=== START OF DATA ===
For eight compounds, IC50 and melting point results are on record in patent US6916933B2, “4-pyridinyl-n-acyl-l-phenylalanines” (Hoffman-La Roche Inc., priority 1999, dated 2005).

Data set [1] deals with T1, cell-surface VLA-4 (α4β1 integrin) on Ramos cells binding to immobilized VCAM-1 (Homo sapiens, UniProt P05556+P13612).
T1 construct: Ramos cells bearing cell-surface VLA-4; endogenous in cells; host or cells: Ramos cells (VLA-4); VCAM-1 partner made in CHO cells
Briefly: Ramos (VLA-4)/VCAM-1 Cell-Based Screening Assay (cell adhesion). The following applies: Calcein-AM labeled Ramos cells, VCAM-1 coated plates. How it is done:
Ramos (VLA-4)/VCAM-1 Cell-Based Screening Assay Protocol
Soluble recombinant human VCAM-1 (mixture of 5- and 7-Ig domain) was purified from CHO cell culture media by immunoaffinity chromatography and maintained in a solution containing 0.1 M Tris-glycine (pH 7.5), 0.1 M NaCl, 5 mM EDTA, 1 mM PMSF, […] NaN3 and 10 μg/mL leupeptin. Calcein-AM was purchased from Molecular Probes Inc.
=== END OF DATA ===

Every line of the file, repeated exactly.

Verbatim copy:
For eight compounds, IC50 and melting point results are on record in patent US6916933B2, “4-pyridinyl-n-acyl-l-phenylalanines” (Hoffman-La Roche Inc., priority 1999, dated 2005).

Data set [1] deals with T1, cell-surface VLA-4 (α4β1 integrin) on Ramos cells binding to immobilized VCAM-1 (Homo sapiens, UniProt P05556+P13612).
T1 construct: Ramos cells bearing cell-surface VLA-4; endogenous in cells; host or cells: Ramos cells (VLA-4); VCAM-1 partner made in CHO cells
Briefly: Ramos (VLA-4)/VCAM-1 Cell-Based Screening Assay (cell adhesion). The following applies: Calcein-AM labeled Ramos cells, VCAM-1 coated plates. How it is done:
Ramos (VLA-4)/VCAM-1 Cell-Based Screening Assay Protocol
Soluble recombinant human VCAM-1 (mixture of 5- and 7-Ig domain) was purified from CHO cell culture media by immunoaffinity chromatography and maintained in a solution containing 0.1 M Tris-glycine (pH 7.5), 0.1 M NaCl, 5 mM EDTA, 1 mM PMSF, […] NaN3 and 10 μg/mL leupeptin. Calcein-AM was purchased from Molecular Probes Inc.